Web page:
To Home Depot cofounder Arthur Blank, profit and purpose go hand in hand.
That was a recurring theme during Blank’s return visit to his alma mater, Babson College, on Thursday. Blank’s visit to the Wellesley campus was in large part tied to his decision last year to donate $50 million to fund a new entrepreneurial leadership school at Babson. The owner of the Atlanta Falcons football team also just authored a book, called “Good Company,” about how to implement this concept of managing with purpose.
The book is based around six values that have guided Blank throughout his career. Those principles — think put people first, not make tons of money first — are being incorporated into classes offered for the first time this fall through the Arthur M. Blank School of Entrepreneurial Leadership.
Blank, who left Home Depot in 2001, said companies need to be more purposeful in their decisions today, in part to attract the best talent. Younger workers, he said, want to join employers that share their vision and their mission for life. They want to connect with companies driven by a higher purpose than just financial results.
“The younger generation represents a third of our population, but 100 percent of our future,” Blank said. “That’s an important opportunity and responsibility.”
At the time of its unveiling last fall, the gift was the largest single donation in Babson’s history. It was also the biggest one for Blank’s family foundation — until several days ago, when it was announced the family would give $200 million for a new children’s hospital building in Atlanta.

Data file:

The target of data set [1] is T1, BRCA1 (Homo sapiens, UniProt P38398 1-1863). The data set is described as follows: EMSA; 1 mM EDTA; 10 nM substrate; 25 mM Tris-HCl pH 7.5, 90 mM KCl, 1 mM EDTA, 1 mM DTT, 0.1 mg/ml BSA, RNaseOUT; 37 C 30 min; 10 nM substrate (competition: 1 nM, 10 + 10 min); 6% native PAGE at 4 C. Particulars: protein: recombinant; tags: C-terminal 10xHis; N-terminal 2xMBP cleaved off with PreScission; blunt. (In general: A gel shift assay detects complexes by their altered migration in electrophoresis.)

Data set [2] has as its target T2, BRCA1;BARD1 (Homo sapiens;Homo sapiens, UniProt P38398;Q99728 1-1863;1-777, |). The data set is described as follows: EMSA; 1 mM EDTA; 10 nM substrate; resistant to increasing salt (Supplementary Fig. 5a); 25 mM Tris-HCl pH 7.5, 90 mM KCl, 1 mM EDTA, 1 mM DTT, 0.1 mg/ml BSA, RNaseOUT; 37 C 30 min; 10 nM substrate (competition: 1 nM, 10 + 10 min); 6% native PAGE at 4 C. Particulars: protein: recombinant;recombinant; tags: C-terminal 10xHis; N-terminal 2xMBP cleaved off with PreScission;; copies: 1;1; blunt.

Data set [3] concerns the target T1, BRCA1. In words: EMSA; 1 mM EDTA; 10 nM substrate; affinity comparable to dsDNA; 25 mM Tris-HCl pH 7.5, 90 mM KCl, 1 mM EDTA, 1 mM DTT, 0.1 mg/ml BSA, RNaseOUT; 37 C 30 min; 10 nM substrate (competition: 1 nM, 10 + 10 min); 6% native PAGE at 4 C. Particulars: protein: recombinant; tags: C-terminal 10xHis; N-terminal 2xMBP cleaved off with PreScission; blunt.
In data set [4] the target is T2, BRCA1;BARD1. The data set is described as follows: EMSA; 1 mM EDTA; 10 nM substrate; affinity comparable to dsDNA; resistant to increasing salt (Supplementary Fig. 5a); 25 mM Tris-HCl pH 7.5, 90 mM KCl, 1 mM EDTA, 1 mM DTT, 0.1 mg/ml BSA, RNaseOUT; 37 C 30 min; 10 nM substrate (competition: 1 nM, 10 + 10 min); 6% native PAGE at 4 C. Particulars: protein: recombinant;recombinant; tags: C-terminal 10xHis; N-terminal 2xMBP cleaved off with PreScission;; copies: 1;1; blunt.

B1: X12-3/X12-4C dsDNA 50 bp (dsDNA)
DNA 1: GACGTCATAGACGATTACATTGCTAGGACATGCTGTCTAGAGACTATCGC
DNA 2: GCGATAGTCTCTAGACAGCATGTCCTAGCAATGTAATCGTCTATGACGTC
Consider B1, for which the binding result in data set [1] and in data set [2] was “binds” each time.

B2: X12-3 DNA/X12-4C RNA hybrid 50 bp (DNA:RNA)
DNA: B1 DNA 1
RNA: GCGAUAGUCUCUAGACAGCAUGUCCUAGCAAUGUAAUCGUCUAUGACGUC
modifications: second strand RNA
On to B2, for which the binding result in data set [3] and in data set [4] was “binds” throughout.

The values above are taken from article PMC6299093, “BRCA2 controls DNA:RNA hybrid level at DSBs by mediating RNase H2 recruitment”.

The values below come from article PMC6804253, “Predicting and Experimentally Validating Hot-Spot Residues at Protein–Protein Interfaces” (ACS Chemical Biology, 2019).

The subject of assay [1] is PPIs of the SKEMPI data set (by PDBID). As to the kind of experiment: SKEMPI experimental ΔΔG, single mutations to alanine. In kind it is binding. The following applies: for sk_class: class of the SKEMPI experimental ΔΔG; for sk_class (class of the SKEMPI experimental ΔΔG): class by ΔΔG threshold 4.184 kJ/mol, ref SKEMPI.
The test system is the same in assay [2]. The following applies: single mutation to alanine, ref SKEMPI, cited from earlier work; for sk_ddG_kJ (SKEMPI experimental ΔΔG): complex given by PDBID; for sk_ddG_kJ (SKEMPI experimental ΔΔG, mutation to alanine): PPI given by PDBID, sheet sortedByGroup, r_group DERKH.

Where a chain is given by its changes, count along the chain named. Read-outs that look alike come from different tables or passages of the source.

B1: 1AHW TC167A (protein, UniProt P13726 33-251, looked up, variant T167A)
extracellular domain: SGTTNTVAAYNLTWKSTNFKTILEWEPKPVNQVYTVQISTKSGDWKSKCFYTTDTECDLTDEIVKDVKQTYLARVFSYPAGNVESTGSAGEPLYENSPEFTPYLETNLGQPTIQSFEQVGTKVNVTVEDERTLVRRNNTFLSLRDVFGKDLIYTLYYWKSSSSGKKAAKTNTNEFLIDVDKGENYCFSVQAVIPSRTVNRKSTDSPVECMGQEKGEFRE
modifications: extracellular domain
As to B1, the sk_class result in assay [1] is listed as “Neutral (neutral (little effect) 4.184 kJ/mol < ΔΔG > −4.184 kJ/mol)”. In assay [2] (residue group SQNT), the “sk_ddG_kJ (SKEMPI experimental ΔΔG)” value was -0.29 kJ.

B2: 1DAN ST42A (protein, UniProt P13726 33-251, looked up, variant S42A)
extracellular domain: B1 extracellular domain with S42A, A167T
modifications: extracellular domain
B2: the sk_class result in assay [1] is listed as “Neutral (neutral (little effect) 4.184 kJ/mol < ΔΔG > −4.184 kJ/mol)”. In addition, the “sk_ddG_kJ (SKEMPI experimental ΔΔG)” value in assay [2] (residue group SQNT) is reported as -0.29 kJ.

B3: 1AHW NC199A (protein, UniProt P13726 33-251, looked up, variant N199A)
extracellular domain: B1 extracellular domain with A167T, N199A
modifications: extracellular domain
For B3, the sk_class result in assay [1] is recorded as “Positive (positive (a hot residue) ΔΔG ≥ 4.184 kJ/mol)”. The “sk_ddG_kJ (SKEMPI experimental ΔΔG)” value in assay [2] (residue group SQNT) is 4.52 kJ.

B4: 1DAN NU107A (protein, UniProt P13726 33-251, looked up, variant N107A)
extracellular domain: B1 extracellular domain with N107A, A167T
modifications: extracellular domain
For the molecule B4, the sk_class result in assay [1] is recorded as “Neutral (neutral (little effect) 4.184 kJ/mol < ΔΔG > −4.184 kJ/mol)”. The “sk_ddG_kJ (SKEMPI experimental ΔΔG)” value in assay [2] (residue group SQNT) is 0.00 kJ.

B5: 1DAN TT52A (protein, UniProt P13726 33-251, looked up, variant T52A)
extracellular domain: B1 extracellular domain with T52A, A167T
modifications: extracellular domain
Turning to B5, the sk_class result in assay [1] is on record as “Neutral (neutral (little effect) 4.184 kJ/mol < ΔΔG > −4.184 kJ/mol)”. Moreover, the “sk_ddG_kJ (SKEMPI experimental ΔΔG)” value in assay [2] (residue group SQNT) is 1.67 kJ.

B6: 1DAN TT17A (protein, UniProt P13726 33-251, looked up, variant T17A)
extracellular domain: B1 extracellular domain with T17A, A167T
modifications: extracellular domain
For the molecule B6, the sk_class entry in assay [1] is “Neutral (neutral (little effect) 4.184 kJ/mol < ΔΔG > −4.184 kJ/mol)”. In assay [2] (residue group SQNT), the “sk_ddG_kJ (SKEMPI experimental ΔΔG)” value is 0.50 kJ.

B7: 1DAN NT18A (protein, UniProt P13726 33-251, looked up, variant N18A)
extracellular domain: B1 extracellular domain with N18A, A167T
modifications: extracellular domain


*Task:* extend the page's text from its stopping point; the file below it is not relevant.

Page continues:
At Babson, some of this money is being used for scholarships, and some of it is going to salaries. Care.com cofounder Donna Levin was recently recruited from Worcester Polytechnic Institute to be CEO of the new school, and Babson professor Scott Taylor was appointed to an endowed chair for values-based leadership.
The new “school” isn’t represented by a physical building on the business college’s campus, at least not yet. Babson president Stephen Spinelli hopes to put at least $18 million eventually to work by creating an “entrepreneurial village,” either by putting up a new structure or renovating an existing one.
One thing that makes this donation unusual: Blank views the new school as a partnership between his businesses and the school, one that will strengthen and evolve over time. He’s not just writing a check and walking away.
Blank and his businesses will stay involved in the school, which will be guided by those six core philosophies espoused in “Good Company.” For example, Blank was joined during his visit on Thursday by several other top executives from his family’s businesses, which include the Atlanta United soccer team and the PGA Tour Superstore chain, in part to provide input and insight for the new school.
The campus was a bit less vibrant than usual, with only two-thirds of the typical student population living there now, and classes either being taught remotely, or in a hybrid setting.
But the visit still prompted plenty of nostalgia. Blank, who graduated in 1963, said Babson played a key role in making him the leader he eventually became.
“I had an opportunity to become a different person when I was here,” Blank said. “I had a chance to grow up socially, and my leadership had a chance to develop at a small university, a small college, which I may not have had at a bigger school. I knew everybody on campus, and everybody knew me.”
Jon Chesto can be reached at firstname.lastname@example.org. Follow him on Twitter @jonchesto.